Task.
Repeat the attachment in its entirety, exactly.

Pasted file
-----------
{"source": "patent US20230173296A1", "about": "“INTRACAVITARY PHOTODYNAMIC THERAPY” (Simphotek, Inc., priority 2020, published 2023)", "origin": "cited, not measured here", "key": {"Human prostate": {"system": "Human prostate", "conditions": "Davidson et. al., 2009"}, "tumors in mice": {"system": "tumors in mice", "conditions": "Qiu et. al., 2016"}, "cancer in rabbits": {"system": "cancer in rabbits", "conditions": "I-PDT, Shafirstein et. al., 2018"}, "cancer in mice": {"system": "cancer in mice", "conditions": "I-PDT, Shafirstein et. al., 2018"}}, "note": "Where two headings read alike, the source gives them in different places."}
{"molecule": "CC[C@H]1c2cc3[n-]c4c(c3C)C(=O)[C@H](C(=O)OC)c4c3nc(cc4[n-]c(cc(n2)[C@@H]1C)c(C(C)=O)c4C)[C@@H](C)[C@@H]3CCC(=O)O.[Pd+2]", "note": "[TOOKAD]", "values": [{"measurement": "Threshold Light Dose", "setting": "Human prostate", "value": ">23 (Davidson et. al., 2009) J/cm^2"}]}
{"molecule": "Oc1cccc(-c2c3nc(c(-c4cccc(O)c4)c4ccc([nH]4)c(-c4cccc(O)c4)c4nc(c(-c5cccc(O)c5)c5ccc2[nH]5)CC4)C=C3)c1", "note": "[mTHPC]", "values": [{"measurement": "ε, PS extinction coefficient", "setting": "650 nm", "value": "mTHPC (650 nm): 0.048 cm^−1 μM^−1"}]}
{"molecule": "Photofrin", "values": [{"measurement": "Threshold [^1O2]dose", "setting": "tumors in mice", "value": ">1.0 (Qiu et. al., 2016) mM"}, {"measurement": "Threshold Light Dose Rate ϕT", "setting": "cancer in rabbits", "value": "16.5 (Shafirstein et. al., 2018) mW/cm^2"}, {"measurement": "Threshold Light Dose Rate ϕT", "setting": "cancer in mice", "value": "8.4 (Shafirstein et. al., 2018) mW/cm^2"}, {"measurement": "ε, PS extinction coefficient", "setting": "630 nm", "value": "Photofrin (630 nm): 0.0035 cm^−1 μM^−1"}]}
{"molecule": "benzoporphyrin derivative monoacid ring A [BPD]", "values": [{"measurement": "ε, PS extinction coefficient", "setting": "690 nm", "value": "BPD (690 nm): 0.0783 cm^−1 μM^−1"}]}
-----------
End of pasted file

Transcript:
{"source": "patent US20230173296A1", "about": "“INTRACAVITARY PHOTODYNAMIC THERAPY” (Simphotek, Inc., priority 2020, published 2023)", "origin": "cited, not measured here", "key": {"Human prostate": {"system": "Human prostate", "conditions": "Davidson et. al., 2009"}, "tumors in mice": {"system": "tumors in mice", "conditions": "Qiu et. al., 2016"}, "cancer in rabbits": {"system": "cancer in rabbits", "conditions": "I-PDT, Shafirstein et. al., 2018"}, "cancer in mice": {"system": "cancer in mice", "conditions": "I-PDT, Shafirstein et. al., 2018"}}, "note": "Where two headings read alike, the source gives them in different places."}
{"molecule": "CC[C@H]1c2cc3[n-]c4c(c3C)C(=O)[C@H](C(=O)OC)c4c3nc(cc4[n-]c(cc(n2)[C@@H]1C)c(C(C)=O)c4C)[C@@H](C)[C@@H]3CCC(=O)O.[Pd+2]", "note": "[TOOKAD]", "values": [{"measurement": "Threshold Light Dose", "setting": "Human prostate", "value": ">23 (Davidson et. al., 2009) J/cm^2"}]}
{"molecule": "Oc1cccc(-c2c3nc(c(-c4cccc(O)c4)c4ccc([nH]4)c(-c4cccc(O)c4)c4nc(c(-c5cccc(O)c5)c5ccc2[nH]5)CC4)C=C3)c1", "note": "[mTHPC]", "values": [{"measurement": "ε, PS extinction coefficient", "setting": "650 nm", "value": "mTHPC (650 nm): 0.048 cm^−1 μM^−1"}]}
{"molecule": "Photofrin", "values": [{"measurement": "Threshold [^1O2]dose", "setting": "tumors in mice", "value": ">1.0 (Qiu et. al., 2016) mM"}, {"measurement": "Threshold Light Dose Rate ϕT", "setting": "cancer in rabbits", "value": "16.5 (Shafirstein et. al., 2018) mW/cm^2"}, {"measurement": "Threshold Light Dose Rate ϕT", "setting": "cancer in mice", "value": "8.4 (Shafirstein et. al., 2018) mW/cm^2"}, {"measurement": "ε, PS extinction coefficient", "setting": "630 nm", "value": "Photofrin (630 nm): 0.0035 cm^−1 μM^−1"}]}
{"molecule": "benzoporphyrin derivative monoacid ring A [BPD]", "values": [{"measurement": "ε, PS extinction coefficient", "setting": "690 nm", "value": "BPD (690 nm): 0.0783 cm^−1 μM^−1"}]}